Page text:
I have been wanting to discuss "learning to read" for a while, but haven't had the time I knew it would take to talk about all the different things I wanted to say. :) However, I did send in an entry to a wonderful homeschooling blog called Life Without School, for their "Learning to Read in Our Own Way" page, back in March. This is what I wrote:
My story is about Emily. When she was (I think) 5 1/2 I started using 100EZ lessons. Every night before bedtime we'd do one lesson, and it worked well for several months. Then Emily started resisting the lessons, so we stopped for at least 2 months or maybe 3. I asked her if she'd like to start again and she said yes, so we continued for maybe just 2 weeks before she was ready to stop again. I gave it time and asked again if she wanted to start again, and she did, and we ended up finishing the book. That took 12 months. But, while she could read those words, she was unwilling to take any risk (as I interpreted it) in trying to read books because there might be words she just didn't know already. I didn't push it. No more reading lessons of any kind, just kept reading to her. Once in a while I'd ask her if she'd like to read a paragraph or a page of the book I was reading to her and she would. But she really resisted doing more than that. When we were doing other things, at home or out, she would point out plenty of words she could read, and they were not just the words from the 100EZ lessons. That went on for a long time. During all this time, she would love to write things down, in about 20 different notebooks and journals and diaries and small notepads, you name it! Her spelling was naturally mostly wrong, and sometimes hard to interpret, but I didn't interfere unless she asked how to spell something. Then, we spent a month in Italy, where spelling and reading is entirely predictable, and she mentioned she wished English were like that. This was when she was just 2 months from turning 9, and still refusing to attempt more than a page of a book like Magic Tree House. When we returned, my parents clipped comics for her to read, just a few, and she enjoyed reading them. Then maybe a couple days after that, she just picked up a book and started reading. She hasn't stopped since, and I was completely stunned, but of course really happy, that it just happened so naturally, when she was finally ready to deal with unknown words (at least that's my guess as to why it happened).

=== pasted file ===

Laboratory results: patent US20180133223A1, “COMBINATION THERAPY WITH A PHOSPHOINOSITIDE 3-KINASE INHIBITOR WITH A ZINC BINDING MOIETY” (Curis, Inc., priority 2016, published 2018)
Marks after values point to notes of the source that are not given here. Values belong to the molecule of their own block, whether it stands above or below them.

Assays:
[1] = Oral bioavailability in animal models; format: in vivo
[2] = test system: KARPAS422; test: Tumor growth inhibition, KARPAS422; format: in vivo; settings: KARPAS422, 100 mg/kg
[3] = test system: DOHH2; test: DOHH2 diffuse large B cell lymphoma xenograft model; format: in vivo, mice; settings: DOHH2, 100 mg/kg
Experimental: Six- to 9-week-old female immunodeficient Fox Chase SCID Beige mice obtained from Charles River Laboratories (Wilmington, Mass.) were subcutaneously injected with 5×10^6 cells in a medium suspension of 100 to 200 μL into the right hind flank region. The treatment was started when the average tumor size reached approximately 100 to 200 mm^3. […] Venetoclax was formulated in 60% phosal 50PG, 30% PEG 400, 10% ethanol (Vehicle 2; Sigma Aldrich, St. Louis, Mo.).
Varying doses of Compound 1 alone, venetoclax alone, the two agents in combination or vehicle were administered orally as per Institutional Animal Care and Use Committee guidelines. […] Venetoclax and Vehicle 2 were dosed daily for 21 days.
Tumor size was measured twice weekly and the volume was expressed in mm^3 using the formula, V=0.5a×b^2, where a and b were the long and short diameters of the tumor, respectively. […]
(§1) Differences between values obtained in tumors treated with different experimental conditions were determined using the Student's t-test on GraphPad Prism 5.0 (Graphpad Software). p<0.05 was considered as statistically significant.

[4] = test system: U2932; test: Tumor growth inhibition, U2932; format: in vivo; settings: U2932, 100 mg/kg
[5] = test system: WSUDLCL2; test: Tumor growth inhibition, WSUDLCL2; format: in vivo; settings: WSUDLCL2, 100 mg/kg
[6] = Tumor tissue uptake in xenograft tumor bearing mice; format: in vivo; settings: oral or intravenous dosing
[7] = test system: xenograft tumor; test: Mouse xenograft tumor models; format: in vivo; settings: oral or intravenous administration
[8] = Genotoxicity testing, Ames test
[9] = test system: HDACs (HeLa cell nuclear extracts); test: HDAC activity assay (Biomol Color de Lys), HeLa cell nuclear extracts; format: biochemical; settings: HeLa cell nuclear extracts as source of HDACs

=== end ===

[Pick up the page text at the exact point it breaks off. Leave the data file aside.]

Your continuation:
With Thomas, we've done things a bit differently. Not on purpose, they just have happened this way. When he was almost 6, we took a trip to Italy for a month. (Emily was just getting ready to break into the world of reading.) For the trip, each child was given a large 3-ring binder, the kind that zips and has pockets and cool things to put your stuff in, in addition to notebooks and loose-leaf paper. They brought some markers, pens, pencils, stickers, whatever they could fit in there. So, while we're there, Emily decided to teach Thomas to write the alphabet. He hadn't been very interested in writing up to this point, but he was very willing to learn from her. So he learned to write the alphabet without our (parental) interference, and without formal lessons. It was a fun thing they did together. Since then, he has done more "writing" and lots of drawing, developing the fine motor skills he'll need to really write.
Then at the beginning of this school year, I asked him if he wanted to start learning to read from the "Teach Your Child to Read in 100 Easy Lessons" book. He was game. We've gone through it slowly, doing a lesson here and there. Sometimes he'll ask to do them, and we'll cover three in one night. He's having more fun with it than Emily did, taking more chances with being wrong, guessing at sounds, etc. We're not done with the book yet, but I think he feels more confident with what he does know than Emily did at the same time in her reading lessons. Another difference is that Emily enjoyed the alphabet practice that each lesson had, while Thomas doesn't want to do them, so I don't push on that one.
I read an interesting article in Newsweek (I think) a couple years back (and cannot find on the internet now) that discussed differences between boys and girls in the classroom. Of course, a lot has been written about this subject. But this one said that when a teacher gave the kids a question to answer (for math, for example), the boys were more likely to start shouting out answers--guessing and getting it wrong until they finally got the correct answer. Girls would more often try to work out the answer and then tell the teacher.
I find this really interesting because I clearly have seen this in my children and their different attitudes toward reading. Thomas takes so many more guesses than Emily ever did. He just doesn't care if he's wrong. She would freeze up if she saw a word she didn't know, and she didn't like trying to sound it out. Of course, there are many factors involved here, personality being another big one. Maybe boys just take more chances in general, and learning is just another area where they do this. But still, it intrigues me. I'm not sure if/how I'll be able to use this knowledge in teaching my kids in the future, but it will always be in the back of my mind.